Natasha Murashev is the author of PsychBlog, a digital magazine focused on applied psychology.
Recently, the media has been focusing on the bad consequences of teen social networking such as cyberbullying and sexting. But is social media actually bad for teens? According to a new body of research described by Los Angeles Times, teens who are most active on social networking sites such as Facebook are actually more well-adjusted than their less-connected peers.
Social technology such as texting and Facebook is a tool for today’s teens to develop emotional bonds, their own identities, and an ability to communicate and work with others according to psychologists. In fact, teens who spend time on social networking sites are actually the healthiest psychologically according to new accumulating evidence. In one study, researchers found that well-adjusted teens were more likely to use social media in their early 20s, regardless of their age, gender, ethnicity or their parent’s income.
In another study, researchers found that teen interaction on sites such as Facebook and MySpace mimics how teens interact in their offline relationships. California State in Los Angeles psychology professor Kaveri Subrahmanyam found that teens characterize their online friendships into similar hierarchies of closeness as their real-life friendships. Subrahmanyam views the digital world as simply a new and more multidimensional place for teens to do what teens have always done – form their own identities away from their parents.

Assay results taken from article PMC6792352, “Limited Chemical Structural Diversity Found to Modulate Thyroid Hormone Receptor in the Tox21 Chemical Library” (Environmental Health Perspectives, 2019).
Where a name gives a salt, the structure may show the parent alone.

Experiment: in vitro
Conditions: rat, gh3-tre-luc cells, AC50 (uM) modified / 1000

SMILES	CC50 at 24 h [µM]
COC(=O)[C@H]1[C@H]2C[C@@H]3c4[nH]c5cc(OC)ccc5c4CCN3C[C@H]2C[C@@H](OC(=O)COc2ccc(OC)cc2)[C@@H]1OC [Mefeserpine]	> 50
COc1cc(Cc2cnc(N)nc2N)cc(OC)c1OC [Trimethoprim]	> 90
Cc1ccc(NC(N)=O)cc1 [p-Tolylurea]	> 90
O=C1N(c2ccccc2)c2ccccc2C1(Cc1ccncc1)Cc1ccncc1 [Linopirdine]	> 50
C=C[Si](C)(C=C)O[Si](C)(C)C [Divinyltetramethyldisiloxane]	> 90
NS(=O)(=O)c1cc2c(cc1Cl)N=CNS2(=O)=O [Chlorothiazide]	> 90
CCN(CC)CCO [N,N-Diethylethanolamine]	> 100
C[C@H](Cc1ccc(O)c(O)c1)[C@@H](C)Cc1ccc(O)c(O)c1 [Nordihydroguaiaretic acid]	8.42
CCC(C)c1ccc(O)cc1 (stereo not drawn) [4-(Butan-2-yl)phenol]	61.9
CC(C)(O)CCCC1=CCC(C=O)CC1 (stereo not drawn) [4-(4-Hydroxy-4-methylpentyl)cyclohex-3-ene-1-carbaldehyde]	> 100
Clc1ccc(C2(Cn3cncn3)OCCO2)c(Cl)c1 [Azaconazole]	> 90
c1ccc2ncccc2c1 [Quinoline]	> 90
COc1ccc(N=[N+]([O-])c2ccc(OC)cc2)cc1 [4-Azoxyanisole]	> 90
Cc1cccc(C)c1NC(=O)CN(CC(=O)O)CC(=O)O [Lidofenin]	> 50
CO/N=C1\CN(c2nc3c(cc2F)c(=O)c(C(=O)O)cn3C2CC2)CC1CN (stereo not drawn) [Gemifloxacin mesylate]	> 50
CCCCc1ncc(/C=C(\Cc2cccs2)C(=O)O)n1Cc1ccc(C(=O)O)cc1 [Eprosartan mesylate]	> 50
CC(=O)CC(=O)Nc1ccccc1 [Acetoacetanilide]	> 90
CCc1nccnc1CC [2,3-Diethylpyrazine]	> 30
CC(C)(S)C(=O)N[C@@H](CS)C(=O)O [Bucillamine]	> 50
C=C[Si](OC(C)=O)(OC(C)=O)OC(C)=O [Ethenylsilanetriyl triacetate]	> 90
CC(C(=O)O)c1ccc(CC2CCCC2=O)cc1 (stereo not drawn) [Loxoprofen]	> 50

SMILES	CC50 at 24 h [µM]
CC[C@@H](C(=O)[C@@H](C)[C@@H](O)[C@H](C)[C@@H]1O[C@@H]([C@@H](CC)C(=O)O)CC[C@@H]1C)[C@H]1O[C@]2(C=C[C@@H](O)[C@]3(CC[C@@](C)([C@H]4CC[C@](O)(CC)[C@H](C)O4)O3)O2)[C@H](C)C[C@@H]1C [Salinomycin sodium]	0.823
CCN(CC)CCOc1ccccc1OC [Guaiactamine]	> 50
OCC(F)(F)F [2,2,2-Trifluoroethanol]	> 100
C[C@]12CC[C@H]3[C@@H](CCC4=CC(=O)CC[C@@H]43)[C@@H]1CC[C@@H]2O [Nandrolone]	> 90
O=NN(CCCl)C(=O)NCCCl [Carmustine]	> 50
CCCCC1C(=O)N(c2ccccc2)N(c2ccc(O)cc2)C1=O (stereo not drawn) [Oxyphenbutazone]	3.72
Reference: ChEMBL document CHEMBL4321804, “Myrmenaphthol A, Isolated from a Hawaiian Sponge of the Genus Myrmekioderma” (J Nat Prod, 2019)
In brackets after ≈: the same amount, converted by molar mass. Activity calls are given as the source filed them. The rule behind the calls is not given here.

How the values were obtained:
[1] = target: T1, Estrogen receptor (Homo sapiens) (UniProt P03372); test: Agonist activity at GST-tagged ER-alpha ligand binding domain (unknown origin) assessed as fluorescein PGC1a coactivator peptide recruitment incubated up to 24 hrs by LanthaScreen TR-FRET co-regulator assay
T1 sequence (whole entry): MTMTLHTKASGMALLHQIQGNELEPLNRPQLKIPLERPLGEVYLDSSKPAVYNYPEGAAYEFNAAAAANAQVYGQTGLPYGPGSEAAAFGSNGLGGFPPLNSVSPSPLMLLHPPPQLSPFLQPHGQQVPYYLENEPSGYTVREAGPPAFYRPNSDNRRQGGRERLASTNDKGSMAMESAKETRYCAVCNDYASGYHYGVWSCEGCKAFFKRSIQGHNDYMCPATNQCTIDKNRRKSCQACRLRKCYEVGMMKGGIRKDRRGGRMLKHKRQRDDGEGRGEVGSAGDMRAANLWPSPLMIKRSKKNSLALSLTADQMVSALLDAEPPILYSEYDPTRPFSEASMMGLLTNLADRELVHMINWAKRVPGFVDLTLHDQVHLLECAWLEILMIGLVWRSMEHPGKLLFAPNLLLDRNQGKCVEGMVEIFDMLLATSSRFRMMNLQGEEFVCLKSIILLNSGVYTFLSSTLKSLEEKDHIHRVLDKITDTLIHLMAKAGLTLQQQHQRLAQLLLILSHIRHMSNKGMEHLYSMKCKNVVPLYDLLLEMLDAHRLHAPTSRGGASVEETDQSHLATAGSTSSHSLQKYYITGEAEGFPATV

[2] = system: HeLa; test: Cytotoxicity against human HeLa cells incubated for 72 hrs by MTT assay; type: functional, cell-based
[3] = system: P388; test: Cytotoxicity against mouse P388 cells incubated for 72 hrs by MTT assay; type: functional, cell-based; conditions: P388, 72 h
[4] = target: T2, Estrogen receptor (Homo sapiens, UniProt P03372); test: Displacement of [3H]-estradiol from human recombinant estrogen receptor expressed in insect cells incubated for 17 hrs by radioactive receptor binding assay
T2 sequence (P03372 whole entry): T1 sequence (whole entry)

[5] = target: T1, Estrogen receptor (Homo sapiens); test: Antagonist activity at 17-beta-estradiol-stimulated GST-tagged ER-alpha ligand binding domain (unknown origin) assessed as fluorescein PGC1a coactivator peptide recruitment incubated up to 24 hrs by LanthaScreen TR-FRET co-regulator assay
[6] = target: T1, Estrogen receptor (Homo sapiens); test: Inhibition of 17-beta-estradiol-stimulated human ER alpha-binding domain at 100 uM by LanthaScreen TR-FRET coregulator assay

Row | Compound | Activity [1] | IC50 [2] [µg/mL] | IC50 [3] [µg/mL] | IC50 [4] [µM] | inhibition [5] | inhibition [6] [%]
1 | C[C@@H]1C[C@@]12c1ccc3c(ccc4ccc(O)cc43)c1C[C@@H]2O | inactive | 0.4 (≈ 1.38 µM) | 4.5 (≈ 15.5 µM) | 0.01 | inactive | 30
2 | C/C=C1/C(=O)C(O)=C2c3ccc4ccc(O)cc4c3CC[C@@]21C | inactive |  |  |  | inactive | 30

University of Virginia psychologist Amori Yee Mikami points out that teens are using social media sites to keep in touch with friends they already know, not to meet strangers. Although parents of teens should still set rules for their young teen’s online behavior, they have really little to worry about if their teen is psychologically healthy and well-adjusted.
What are other benefits of teen social networking?
Article image by Good Housekeeping.